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Apex meets with Clay County Supervisors  

Credit:  By Loren G. Flaugh, Correspondent | Cherokee Chronicle Times | Monday, November 30, 2015 | www.chronicletimes.com ~~

SPENCER – “It’s a new step, really,” summed up Clay County supervisor Barry Anderson, “when you look at Clay County.” Anderson and the other supervisors listened last week to two wind energy project developers describe a new wind farm project being proposed that originates in O’Brien County.

Clay County Board Chair Linda Swanson welcomed Apex Clean Energy Senior Development Manager Brenna Gunderson and Development Manager Holly McCoy to the Board’s regular meeting. Clay County currently has one utility-scale wind turbine producing power located near the southeast corner.

Gunderson handed out folders and a brochure explaining who Apex was and the scope of the wind energy project they’ve begun developing. “The brochure also lists some of the economic benefits that we’ve outlined,” Gunderson said. “Apex is based in Charlottesville, VA.”

Gunderson continued,”One of the reasons we’re looking in Clay County is there’s a lot of wind here in Clay County that’s kind of on the edge of that Buffalo Ridge area. Also, what we need is available transmission.”

Gunderson went into some detail about where they’re looking to connect the wind farm onto the high voltage power grid. A preliminary map she passed around showed where the new MidAmerican Energy Company (MEC) 345,000 volt (kV) power line is now being built across the northern part of Clay County.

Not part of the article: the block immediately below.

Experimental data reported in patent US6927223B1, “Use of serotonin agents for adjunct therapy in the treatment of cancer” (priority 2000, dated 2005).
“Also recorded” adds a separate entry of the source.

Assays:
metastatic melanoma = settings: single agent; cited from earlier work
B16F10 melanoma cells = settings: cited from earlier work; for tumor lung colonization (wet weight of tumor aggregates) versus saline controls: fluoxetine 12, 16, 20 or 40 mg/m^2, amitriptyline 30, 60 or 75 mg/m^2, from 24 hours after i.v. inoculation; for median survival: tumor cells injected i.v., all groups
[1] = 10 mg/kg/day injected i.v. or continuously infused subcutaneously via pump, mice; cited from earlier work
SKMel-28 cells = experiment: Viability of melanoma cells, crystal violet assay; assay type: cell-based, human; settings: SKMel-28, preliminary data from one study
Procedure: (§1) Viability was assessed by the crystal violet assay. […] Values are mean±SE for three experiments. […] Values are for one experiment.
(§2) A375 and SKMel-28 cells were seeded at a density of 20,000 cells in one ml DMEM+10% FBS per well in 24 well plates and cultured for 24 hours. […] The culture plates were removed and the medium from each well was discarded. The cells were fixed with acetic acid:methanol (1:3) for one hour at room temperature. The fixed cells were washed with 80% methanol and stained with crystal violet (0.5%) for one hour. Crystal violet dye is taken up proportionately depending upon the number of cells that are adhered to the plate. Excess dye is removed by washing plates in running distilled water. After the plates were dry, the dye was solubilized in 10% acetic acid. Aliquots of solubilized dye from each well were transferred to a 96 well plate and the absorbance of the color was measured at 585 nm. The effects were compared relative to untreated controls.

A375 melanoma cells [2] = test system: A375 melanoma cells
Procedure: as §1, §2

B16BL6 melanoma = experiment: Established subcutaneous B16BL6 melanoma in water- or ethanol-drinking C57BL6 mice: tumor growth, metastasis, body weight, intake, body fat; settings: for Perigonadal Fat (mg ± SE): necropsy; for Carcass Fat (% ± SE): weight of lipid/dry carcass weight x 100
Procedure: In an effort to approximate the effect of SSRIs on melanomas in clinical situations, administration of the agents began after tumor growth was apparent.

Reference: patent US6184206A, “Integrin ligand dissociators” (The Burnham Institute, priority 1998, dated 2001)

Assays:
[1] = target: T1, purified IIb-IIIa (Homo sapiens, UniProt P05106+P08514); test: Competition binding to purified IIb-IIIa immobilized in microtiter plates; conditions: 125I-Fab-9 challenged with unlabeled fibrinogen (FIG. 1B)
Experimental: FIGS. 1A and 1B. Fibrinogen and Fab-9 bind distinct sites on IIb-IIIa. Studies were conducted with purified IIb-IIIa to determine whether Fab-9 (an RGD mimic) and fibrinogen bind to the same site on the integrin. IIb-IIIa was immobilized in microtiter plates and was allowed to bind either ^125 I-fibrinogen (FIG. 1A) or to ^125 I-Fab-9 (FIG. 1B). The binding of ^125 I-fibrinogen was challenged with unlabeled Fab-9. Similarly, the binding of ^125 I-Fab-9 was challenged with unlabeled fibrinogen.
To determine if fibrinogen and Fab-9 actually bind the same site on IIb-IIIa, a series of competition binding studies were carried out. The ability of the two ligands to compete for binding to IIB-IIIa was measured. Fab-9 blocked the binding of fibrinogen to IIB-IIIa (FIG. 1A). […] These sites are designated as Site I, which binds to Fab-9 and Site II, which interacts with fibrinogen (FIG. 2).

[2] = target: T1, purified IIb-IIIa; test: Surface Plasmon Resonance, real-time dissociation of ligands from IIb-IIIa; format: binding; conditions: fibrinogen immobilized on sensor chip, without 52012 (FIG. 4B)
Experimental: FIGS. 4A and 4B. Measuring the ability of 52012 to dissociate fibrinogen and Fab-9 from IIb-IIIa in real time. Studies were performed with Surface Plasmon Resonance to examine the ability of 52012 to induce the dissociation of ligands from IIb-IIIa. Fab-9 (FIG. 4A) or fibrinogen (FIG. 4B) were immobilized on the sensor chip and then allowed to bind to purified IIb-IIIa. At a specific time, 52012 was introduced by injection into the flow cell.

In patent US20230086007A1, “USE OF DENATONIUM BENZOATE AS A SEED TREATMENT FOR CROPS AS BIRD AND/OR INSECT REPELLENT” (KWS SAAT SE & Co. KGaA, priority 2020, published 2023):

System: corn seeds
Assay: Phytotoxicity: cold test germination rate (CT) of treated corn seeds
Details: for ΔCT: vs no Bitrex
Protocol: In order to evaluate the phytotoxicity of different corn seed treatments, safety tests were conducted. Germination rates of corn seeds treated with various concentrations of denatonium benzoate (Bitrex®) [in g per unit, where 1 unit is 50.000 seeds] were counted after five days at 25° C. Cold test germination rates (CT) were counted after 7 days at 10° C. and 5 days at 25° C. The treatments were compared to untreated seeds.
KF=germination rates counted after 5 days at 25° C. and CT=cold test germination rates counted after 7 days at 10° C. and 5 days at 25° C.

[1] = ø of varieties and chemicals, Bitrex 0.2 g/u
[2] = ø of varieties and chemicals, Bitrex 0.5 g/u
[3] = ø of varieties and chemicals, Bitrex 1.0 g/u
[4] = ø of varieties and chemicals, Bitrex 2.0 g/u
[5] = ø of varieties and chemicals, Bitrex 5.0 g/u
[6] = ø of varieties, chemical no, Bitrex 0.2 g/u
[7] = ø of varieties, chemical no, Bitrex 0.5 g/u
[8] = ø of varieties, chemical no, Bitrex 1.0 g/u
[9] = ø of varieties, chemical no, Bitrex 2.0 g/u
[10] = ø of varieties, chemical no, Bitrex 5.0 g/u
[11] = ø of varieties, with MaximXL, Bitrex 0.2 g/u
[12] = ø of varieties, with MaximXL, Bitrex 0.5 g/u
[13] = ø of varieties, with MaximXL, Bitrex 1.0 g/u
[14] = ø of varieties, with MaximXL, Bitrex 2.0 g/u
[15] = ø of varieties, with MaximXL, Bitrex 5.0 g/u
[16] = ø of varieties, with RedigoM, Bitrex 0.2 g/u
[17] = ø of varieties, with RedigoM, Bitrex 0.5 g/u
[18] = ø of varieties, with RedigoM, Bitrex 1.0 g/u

“This would be the new power line where they’re putting poles up now,” said supervisor Del Brockshus .”It comes from the new transfer substation between Hartley and Sanborn.”

“Are you primarily working with MEC for this then?” asked Swanson.

“No, we are not. We are a private company. We’re just developing a wind farm project,”Gunderson answered.

“But, you would be connecting the project on to it?” Swanson questioned.

“We’d be connecting to it. So, in the sense of connecting it, we do have to go through a study process in order to interconnect onto that line. We do that not only with ITC Midwest and MEC, but ate also with MISO which is the Mid-continent Independent System Operator. We are now in the process of going through that study period, ” said Gunderson.

The map she’d passed around showed the area where the wind farm would be located. “We started targeting a specific area by just meeting with the larger landowners in that area just to gauge their interest,” Gunderson explained.

Via an earlier email reply to questions about Apex’s Upland Prairie Wind Project, Apex said they were primarily looking at Waterford, Lone Tree, Clay and Peterson Townships along the county’s west side for wind energy development.

Gunderson continued, “So, this is a participation only project. We are looking at a 300 megawatt (MW) project.”

How many wind turbines was the next question asked.

“We don’t know yet, but I can give you a range of from 130 to 150. It depends on the size of the wind turbines. So, it’s a large-scale project,” she noted.

“We’d need to go into long-term wind energy leases with those landowners before we can do any work on their property. There would be payments associated with that.

We would also pay property taxes to Clay County, if you’re familiar with the special assessment that wind projects go through. We’re looking at this wind farm bringing somewhere around $53 million over the life of the wind farm back to Clay County,” explained Gunderson.

When asked the length of the leases, Gunderson replied, “The lease, itself, is for a period of 30 years. Turbines, nowadays, they probably have a 20 to 25 – year life span. The lease can be extended up to 50 years. What may happen is the turbine could be retrofitted later on in order to give them a longer operating life span.”